Our business is unusual. We sell a product (gas and electricity) – but a key focus is on helping our customers to use less of it through our energy management solutions.
That’s clearly good news in terms of helping the companies we supply to reduce their overheads.
But many of our customers are also concerned about the wider business implications of the large-scale emission reductions that will be required as we transition to a net zero economy.
Earlier this month (15 October), the government published a much-awaited paper to outline how it intends for the UK to meet its net zero target by 2050.
£1bn energy savings
A key proposal concerns the built environment, which accounts for 40% of national energy use and around one-third of emissions.
The government is considering setting a target for all rented commercial buildings to achieve a minimum energy efficiency standard of Energy Performance Certificate (EPC) band B by 2030.
It estimates that this alone could save businesses £1bn per year in energy bills.
The transport sector – which recently overtook energy as the UK’s largest source of emissions – is also on the agenda, with the government saying it will develop a plan to decarbonise “every single mode of transport”.
Consulting with businesses, local authorities and trade bodies will be a key part of developing this plan. But the government says harnessing new technologies will also be vital.
For example, using tele-conferencing to reduce business travel and redesigning cities to incentivise walking or cycling over driving.
The risk of ‘business as usual’
While change certainly brings uncertainty, it’s becoming clear that adopting a ‘business as usual’ approach is potentially far riskier.
For example, a recent report by the National Bureau of Economic Research (NBER) calculates that if we carry on as we are, we’ll see temperature rises of 4˚C by the end of the century – and the impact to global gross domestic product (GDP) will be significant.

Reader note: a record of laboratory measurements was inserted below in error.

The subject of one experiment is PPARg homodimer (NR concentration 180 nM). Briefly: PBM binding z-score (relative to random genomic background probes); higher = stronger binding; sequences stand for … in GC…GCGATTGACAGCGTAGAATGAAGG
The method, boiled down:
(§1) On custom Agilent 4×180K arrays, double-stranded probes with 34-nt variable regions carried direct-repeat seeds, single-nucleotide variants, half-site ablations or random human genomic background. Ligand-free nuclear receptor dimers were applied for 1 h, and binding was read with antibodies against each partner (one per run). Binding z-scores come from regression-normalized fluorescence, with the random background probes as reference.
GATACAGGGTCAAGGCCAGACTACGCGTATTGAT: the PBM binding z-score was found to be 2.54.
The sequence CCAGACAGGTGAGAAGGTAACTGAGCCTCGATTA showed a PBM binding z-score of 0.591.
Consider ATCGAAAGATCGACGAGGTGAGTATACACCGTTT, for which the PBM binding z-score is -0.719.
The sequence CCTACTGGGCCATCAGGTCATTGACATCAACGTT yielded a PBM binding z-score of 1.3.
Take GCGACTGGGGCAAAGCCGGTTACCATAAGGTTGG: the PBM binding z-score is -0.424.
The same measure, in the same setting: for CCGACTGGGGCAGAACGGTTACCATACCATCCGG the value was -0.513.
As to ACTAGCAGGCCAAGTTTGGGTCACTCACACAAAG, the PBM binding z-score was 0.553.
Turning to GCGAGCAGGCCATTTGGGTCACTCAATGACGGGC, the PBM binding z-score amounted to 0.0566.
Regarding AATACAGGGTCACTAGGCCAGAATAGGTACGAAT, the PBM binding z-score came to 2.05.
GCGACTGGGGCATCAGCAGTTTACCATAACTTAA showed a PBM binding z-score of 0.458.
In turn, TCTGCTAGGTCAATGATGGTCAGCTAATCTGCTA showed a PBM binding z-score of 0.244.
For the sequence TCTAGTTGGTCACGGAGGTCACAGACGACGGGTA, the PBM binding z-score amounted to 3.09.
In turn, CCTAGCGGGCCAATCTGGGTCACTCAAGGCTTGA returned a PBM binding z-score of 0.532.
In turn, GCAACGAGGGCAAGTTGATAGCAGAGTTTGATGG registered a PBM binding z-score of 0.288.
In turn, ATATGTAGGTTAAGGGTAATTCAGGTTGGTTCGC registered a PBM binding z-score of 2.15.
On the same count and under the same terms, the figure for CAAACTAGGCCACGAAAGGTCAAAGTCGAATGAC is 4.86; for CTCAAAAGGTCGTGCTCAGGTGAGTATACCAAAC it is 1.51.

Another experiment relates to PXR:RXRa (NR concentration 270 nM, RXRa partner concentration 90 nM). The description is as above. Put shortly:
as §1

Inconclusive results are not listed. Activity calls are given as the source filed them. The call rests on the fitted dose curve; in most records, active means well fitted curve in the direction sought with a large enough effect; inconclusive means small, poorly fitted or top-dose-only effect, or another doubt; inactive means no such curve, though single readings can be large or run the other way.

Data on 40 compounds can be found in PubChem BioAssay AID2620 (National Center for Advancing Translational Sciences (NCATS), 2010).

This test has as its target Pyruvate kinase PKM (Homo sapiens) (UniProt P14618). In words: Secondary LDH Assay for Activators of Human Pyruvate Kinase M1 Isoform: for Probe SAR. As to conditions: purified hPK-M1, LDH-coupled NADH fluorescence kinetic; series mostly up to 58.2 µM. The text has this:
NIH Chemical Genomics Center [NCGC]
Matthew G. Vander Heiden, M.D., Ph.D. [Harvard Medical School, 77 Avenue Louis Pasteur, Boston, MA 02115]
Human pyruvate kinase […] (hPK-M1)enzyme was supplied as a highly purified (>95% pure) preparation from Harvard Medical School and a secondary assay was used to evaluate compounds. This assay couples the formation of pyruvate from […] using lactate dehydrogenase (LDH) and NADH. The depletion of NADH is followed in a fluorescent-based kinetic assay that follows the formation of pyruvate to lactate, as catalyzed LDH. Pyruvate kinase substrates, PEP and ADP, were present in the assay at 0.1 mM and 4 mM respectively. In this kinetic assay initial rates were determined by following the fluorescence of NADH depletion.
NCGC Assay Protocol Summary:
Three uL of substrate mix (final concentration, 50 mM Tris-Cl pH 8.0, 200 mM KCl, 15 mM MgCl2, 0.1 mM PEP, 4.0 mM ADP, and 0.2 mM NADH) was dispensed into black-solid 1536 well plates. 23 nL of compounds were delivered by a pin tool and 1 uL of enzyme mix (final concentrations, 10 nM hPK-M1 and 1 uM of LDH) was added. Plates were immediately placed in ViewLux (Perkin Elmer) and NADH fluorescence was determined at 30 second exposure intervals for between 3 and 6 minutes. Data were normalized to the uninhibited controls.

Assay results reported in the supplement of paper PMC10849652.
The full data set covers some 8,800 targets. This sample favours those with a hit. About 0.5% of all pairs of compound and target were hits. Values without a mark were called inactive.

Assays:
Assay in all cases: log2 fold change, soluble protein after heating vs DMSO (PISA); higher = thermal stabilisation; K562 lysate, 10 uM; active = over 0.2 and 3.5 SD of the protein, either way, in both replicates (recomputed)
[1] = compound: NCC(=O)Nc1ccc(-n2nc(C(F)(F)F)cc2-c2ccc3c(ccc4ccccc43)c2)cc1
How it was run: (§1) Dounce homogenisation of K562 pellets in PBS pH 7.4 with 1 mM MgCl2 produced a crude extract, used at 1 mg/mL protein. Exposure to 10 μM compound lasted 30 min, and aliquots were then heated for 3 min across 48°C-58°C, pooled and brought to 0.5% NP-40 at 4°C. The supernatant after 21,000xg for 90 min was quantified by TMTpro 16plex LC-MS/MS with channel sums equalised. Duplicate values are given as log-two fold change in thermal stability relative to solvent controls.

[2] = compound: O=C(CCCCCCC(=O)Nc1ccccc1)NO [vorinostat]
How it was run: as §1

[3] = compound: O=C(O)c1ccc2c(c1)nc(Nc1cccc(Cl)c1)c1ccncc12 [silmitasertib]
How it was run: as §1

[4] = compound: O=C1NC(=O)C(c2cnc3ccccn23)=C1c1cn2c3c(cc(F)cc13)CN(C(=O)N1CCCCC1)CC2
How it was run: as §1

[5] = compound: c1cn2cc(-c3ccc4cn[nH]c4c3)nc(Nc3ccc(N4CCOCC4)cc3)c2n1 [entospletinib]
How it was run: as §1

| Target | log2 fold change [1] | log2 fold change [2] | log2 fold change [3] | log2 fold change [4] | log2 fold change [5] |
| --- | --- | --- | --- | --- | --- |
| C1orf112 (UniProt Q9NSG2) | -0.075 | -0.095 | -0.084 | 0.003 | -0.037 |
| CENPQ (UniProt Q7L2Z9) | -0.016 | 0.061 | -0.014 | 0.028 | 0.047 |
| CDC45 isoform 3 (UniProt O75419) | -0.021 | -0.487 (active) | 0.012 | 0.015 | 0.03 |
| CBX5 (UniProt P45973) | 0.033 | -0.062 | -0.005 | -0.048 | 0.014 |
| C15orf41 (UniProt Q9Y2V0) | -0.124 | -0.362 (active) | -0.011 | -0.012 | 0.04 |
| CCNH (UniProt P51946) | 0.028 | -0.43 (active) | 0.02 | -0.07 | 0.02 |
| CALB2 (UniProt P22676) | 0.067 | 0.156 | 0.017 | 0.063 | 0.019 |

The report predicts that the UK’s GDP would drop by 4%, with other countries facing far greater losses.
The United States is estimated to lose 10.5%; Japan, India and New Zealand 10%; Switzerland 12% and Russia 9%.
Economic stress of extreme weather
As well as a global fall in GDP, more severe and extreme weather events are predicted to add further stress to national economies.
“Without mitigation and adaptation policies, many countries are likely to experience sustained temperature increases relative to historical norms and suffer major income losses as a result,” says Dr Kamiar Mohaddes, a co-author of the report from Cambridge’s Faculty of Economics.
“This holds for both rich and poor countries as well as hot and cold regions.”
Paris Agreement could limit GDP losses
However, delivering the aims of the Paris Agreement and limiting temperature rises to 2˚C or below will – according to the NBER report – limit GDP losses.
Indeed, earlier research by European agency Eurofound has found that if nations can deliver the emission reductions required, GDP would increase.
It estimates that global GDP would rise by 0.1% by 2030, with the European Union benefiting from an average 1.1% uplift in GDP.
Help with a plan of action
It’s apparent taking action is necessary.
But until we have clear legislation or national guidelines to make emissions-saving behaviour mandatory, knowing where to start can be challenging.
Our Energy HQ experts can provide advice and practical support. So do get in touch if you would like help determining your options and the best direction for your business to take.
To find out more, call us on 0800 193 6866 or send an email to nBS@npower.com (or if you’re an existing customer, contact your dedicated Client Lead).